The Last Laugh: The Life of a Florida Cracker

The scribe of Plumtree Crossing shares a few passages from books about self-described "Florida cracker" Billy Driggers.

| November/December 1978

  • 054-193-01
    The family and life stories of Florida cracker Billy Driggers are worth two or three last laughs.

  • 054-193-01

Well sir, it weren't but two issues of this magazine ago that I was regalin' you folks with the hijinks of Cap'n Perc Sane, who carries on (along with the rest of the Saturday Cove crowd) ev'ry month in the pages of National Fisherman.

And if I recall correctly, I mentioned at that time that I would let you in on another source of down-home drollery. And I meant to do so in the issue immediately followin', too. ('Course, if ev'rybody's plans always worked out like they was organized to, we'd have us a country full of millionaires and precious few folks still workin' to keep 'em all fed.) Fact is, I got so plumb tickled about the goin's on at Plumtree Crossin' last time out that I jist felt obliged to share 'em with you and never got back to my original story, so to speak. I do apologize for trippin' over my good intentions, though. But as Doc Thromberg says, it's better to be late for dinner than to get there before the invite. Anyways, I aim to make up for my little detour here and now.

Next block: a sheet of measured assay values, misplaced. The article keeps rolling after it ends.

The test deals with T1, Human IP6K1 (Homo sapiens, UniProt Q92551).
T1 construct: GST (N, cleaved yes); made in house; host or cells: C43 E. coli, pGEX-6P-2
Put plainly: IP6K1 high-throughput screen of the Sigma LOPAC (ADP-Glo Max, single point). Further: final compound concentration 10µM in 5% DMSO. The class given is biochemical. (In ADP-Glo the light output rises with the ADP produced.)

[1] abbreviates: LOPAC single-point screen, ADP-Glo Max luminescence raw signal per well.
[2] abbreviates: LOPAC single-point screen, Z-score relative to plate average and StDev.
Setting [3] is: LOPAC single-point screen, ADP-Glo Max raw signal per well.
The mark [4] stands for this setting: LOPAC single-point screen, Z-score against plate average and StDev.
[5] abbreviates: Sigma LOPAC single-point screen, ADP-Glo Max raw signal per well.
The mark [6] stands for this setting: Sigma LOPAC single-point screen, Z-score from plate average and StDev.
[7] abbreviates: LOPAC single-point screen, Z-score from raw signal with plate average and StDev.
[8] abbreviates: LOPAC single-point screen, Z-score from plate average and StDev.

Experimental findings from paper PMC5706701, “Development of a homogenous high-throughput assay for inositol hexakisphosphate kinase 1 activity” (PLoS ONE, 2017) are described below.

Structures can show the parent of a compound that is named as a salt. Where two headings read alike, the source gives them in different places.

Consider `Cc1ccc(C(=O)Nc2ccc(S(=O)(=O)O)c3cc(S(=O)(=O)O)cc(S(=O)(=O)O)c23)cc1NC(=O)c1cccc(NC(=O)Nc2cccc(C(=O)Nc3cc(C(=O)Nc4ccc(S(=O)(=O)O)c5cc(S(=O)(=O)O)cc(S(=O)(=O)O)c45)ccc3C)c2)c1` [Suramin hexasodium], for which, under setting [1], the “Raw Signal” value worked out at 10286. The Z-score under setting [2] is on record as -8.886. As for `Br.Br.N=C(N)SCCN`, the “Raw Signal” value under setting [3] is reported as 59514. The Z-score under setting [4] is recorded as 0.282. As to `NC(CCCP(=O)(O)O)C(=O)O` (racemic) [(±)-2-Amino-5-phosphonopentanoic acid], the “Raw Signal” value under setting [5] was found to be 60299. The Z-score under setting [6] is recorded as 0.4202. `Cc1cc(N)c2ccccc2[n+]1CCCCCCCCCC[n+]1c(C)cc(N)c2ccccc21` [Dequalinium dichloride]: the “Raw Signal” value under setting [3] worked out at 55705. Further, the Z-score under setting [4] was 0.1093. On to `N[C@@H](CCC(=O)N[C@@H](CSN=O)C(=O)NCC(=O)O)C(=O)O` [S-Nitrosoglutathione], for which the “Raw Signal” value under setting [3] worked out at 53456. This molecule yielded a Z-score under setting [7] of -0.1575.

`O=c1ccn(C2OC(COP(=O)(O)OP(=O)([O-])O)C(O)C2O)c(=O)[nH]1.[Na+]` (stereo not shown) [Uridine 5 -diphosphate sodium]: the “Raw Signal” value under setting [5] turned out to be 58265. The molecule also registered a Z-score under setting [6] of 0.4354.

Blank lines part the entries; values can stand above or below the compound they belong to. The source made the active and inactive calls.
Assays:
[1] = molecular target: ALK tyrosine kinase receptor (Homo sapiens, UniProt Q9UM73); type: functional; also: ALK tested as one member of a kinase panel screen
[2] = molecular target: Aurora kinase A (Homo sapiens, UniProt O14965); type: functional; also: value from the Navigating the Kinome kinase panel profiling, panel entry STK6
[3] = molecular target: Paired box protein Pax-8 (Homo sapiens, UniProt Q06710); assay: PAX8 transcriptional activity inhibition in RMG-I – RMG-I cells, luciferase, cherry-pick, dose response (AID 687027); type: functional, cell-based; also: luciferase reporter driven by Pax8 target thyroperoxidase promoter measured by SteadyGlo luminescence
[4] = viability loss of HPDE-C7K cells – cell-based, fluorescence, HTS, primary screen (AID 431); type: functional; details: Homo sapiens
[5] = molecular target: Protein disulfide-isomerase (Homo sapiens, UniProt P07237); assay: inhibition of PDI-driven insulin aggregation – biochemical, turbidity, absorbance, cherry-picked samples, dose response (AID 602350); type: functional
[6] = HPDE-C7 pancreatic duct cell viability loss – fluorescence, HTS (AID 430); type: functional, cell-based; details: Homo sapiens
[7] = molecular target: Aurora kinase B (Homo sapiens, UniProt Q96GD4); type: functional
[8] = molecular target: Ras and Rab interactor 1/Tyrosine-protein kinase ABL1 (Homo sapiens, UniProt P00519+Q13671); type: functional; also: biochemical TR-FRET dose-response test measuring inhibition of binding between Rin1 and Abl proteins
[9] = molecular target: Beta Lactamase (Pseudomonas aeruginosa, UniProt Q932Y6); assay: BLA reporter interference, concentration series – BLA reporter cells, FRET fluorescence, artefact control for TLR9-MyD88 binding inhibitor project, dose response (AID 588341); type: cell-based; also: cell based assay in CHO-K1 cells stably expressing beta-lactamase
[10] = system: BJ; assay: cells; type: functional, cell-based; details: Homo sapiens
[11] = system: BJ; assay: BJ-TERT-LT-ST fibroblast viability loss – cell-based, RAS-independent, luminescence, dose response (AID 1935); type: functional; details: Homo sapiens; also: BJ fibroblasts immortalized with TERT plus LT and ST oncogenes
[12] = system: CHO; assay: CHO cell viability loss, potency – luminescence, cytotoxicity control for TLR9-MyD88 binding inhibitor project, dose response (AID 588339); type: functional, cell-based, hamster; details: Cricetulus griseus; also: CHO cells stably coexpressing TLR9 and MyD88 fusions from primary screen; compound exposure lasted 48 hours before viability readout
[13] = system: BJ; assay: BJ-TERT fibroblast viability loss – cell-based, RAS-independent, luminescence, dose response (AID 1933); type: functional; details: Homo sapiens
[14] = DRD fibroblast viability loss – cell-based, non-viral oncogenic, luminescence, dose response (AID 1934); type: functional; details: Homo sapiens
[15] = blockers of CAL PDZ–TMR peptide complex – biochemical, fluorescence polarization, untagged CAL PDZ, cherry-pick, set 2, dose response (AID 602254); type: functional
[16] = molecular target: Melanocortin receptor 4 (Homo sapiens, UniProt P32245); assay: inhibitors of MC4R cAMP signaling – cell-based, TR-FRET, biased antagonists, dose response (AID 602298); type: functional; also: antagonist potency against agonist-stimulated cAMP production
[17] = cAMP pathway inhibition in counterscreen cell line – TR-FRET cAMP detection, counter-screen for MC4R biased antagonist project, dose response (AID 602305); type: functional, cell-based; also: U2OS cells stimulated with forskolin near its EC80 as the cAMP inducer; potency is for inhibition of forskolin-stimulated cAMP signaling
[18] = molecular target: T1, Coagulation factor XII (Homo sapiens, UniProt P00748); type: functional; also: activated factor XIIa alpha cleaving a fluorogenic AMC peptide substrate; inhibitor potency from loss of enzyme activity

That other storehouse of real honest humor that I mentioned two issues back is snug between the covers of a coupla books that chronicle the life and times of self-proclaimed "Florida Cracker" Billy Driggers. (If Nothin' Don't Happen and The Trouble of It Is, by a feller named David M. Newell. Alfred A. Knopf, Inc. published ‘em) And believe me. That life (and them times) is funny enough in spots to make you kick yer giggles in the teeth with a horselaugh.

Howsomever that may be, I do hafta admit that when I showed these books around at the Crossin', sev'ral members of the Truth and Veracity League's distaff division claimed to be purely scandalized by 'em. Sadie McCannon even went so far as to aver that a lot of the writin' in the stories was "risk-A". Her husband Cleedy (who'd brayed like a spring mule most of his way through the books) responded that it didn't matter to him whether them anecdotes were risk-A, B, or C, and that even a snappy turtle knows you got to stick yer neck out once in a while iffen you hope to get anythin' worthwhile accomplished.

I s'pose, though, that the best thing fer me to do would be to let you judge the merits of Mr. Newell's books fer yerselves. So I will.

The Trouble of It Is begins, in a natural fashion, at the beginnin', with Billy Driggers doin' a little clamberin' through the branches of his fam'ly tree. That tree, the comical Cracker tells us, pretty much took root "way back in the days when most people were children ...", which was at about the point that "... Jeremiah Epps came over from England and settled near Front Royal, Virginia".

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